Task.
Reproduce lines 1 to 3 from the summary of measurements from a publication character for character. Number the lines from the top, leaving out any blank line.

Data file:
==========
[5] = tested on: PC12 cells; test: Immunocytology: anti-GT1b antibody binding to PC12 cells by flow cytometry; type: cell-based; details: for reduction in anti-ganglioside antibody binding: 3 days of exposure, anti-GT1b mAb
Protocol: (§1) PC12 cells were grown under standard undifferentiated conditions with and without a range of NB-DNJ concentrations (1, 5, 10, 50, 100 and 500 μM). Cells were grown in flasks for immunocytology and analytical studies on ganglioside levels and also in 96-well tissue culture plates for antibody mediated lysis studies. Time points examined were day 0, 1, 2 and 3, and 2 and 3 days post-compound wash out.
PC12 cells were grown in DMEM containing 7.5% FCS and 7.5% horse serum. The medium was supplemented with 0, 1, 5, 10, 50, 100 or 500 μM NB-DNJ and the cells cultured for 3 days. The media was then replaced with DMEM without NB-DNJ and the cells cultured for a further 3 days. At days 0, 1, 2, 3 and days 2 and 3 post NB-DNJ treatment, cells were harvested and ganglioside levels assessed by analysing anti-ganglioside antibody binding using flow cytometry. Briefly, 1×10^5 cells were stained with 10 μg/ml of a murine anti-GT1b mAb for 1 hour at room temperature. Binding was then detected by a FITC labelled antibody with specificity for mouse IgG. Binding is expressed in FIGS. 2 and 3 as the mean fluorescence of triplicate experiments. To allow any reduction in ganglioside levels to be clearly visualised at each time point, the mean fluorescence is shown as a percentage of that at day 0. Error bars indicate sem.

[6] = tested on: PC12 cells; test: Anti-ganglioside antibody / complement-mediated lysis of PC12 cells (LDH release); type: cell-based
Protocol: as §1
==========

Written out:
[5] = tested on: PC12 cells; test: Immunocytology: anti-GT1b antibody binding to PC12 cells by flow cytometry; type: cell-based; details: for reduction in anti-ganglioside antibody binding: 3 days of exposure, anti-GT1b mAb
Protocol: (§1) PC12 cells were grown under standard undifferentiated conditions with and without a range of NB-DNJ concentrations (1, 5, 10, 50, 100 and 500 μM). Cells were grown in flasks for immunocytology and analytical studies on ganglioside levels and also in 96-well tissue culture plates for antibody mediated lysis studies. Time points examined were day 0, 1, 2 and 3, and 2 and 3 days post-compound wash out.
PC12 cells were grown in DMEM containing 7.5% FCS and 7.5% horse serum. The medium was supplemented with 0, 1, 5, 10, 50, 100 or 500 μM NB-DNJ and the cells cultured for 3 days. The media was then replaced with DMEM without NB-DNJ and the cells cultured for a further 3 days. At days 0, 1, 2, 3 and days 2 and 3 post NB-DNJ treatment, cells were harvested and ganglioside levels assessed by analysing anti-ganglioside antibody binding using flow cytometry. Briefly, 1×10^5 cells were stained with 10 μg/ml of a murine anti-GT1b mAb for 1 hour at room temperature. Binding was then detected by a FITC labelled antibody with specificity for mouse IgG. Binding is expressed in FIGS. 2 and 3 as the mean fluorescence of triplicate experiments. To allow any reduction in ganglioside levels to be clearly visualised at each time point, the mean fluorescence is shown as a percentage of that at day 0. Error bars indicate sem.